A new United Nations report into the use and sale of cocaine base in Peru traces the rise of a drug that has blighted communities around South America, but has become a boon to drug traffickers and criminal groups.
Cocaine base is the paste produced during the first stage of cocaine production, and is usually later processed into powder, cocaine hydrochloride (HCL). However, when smoked, base is also a highly addictive and destructive drug.
According to a new United Nations Office on Drugs and Crime (UNODC) report [pdf], the first recorded consumption of cocaine base in Peru dates back to the early 1970s, although researchers believe it was commonly consumed in certain parts of the country up to 15 years before. By 1980, the drug had spread to the cities, although to this day, usage remains higher in many rural areas than in Lima and other cities.
In 1992, a Peruvian non-profit that monitors drug abuse, known as CEDRO, stated that 5.6 percent of the population had tried cocaine base, a record at the time. This was followed by a general downward trend until 2005, when use stabilized at between 2.1 and 3.7 percent. According to the UNODC, there are many explanations accounting for this drop in consumption, including changing perceptions of the risks of using cocaine base and the growing popularity of synthetic drugs in Peru.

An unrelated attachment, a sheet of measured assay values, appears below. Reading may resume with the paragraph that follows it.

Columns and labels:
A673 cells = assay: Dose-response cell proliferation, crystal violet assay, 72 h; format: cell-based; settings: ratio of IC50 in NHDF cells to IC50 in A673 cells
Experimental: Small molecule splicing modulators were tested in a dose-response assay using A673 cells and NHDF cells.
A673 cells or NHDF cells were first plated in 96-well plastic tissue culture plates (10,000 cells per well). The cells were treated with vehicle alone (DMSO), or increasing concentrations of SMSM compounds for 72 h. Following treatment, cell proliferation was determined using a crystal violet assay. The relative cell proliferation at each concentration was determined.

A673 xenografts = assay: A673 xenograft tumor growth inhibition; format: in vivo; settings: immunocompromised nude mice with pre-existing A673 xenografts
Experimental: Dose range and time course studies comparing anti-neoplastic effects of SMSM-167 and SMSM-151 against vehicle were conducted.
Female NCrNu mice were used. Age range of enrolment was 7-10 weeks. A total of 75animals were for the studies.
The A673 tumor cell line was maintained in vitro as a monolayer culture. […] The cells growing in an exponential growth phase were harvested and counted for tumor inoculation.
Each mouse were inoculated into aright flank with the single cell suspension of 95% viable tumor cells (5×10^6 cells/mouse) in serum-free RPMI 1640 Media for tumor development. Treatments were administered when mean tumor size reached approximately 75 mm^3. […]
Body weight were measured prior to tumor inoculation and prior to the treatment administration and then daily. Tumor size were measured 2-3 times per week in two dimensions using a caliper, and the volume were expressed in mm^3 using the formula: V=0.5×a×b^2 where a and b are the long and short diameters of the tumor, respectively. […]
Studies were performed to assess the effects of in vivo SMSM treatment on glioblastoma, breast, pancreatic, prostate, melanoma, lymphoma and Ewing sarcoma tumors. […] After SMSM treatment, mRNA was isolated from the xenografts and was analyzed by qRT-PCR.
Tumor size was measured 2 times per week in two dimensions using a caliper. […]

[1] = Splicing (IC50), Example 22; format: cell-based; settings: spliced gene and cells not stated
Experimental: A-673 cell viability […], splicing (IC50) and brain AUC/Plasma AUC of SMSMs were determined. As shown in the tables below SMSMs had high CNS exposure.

The latest study in cocaine base consumption, published in 2012 by national anti-drug agency DEVIDA, found that only 1.5 percent of the population had tried base but that this number had increased significantly since 2006.
The DEVIDA study also suggested that nearly 60 percent of people who had smoked base in the previous year showed signs of dependency. The UNODC attributed this dramatic increase to the rising number of chronic users, the low price of the drug, and its increased production and availability.
Cocaine base is mostly produced in Peru’s coca growing regions, principally the area known as the VRAE, although labs have also been discovered on the edge of Lima and other coastal cities.
Product for domestic use is smuggled into the cities in heavy goods vehicles and delivered to suppliers, who usually handle two to four kilos at a time. The suppliers then distribute the base to dealers, who are often users themselves, and usually handle quantities no bigger than tens of grams. A 2012 CEDRO study identified 1,350 sites where base is sold in the cities of Lima and Callao alone.
According to the UNODC, the Peruvian trade is not controlled by organized criminal groups and thus operates as a relatively open market, in which independent drug dealers may participate with little fear of violent reprisals.
Internationally trafficked cocaine base leaves Peru by several routes and is usually destined for domestic markets in Ecuador, Bolivia, Brazil, Chile, Argentina, and Uruguay. In recent years, greater amounts of cocaine base has been trafficked via southern routes. This is most likely due to growing demand for cocaine base in Brazil, where it is not only smoked as a paste but is also used to produce crack, which was previously only made with cocaine HCL. Much of the Peruvian base destined for Brazil does not cross the countries’ shared border but instead is trafficked through Bolivia.